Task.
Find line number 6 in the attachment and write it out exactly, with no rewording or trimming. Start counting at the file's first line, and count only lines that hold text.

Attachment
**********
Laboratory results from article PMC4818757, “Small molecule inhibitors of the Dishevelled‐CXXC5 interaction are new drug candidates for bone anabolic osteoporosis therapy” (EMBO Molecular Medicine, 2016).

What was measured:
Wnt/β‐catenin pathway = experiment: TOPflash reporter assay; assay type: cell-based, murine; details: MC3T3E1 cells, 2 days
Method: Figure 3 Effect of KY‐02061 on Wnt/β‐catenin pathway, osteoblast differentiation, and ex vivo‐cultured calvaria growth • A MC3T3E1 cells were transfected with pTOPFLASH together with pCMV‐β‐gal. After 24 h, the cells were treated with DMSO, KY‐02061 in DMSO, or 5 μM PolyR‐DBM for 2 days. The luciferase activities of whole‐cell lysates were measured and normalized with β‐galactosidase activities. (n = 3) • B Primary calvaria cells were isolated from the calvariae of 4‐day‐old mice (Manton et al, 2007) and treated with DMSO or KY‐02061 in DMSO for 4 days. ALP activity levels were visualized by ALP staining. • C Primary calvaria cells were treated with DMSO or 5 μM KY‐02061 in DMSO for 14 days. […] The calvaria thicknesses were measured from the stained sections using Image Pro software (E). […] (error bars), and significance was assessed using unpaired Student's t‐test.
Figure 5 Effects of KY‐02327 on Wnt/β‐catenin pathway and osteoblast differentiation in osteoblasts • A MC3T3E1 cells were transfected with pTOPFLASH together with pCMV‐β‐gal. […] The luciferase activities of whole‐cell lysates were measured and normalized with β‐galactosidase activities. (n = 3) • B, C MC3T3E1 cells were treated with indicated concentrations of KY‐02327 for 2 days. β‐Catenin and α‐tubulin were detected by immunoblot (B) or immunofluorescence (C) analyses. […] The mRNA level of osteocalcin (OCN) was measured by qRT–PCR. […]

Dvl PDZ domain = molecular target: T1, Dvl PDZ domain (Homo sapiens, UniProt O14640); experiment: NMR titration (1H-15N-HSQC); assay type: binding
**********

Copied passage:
Dvl PDZ domain = molecular target: T1, Dvl PDZ domain (Homo sapiens, UniProt O14640); experiment: NMR titration (1H-15N-HSQC); assay type: binding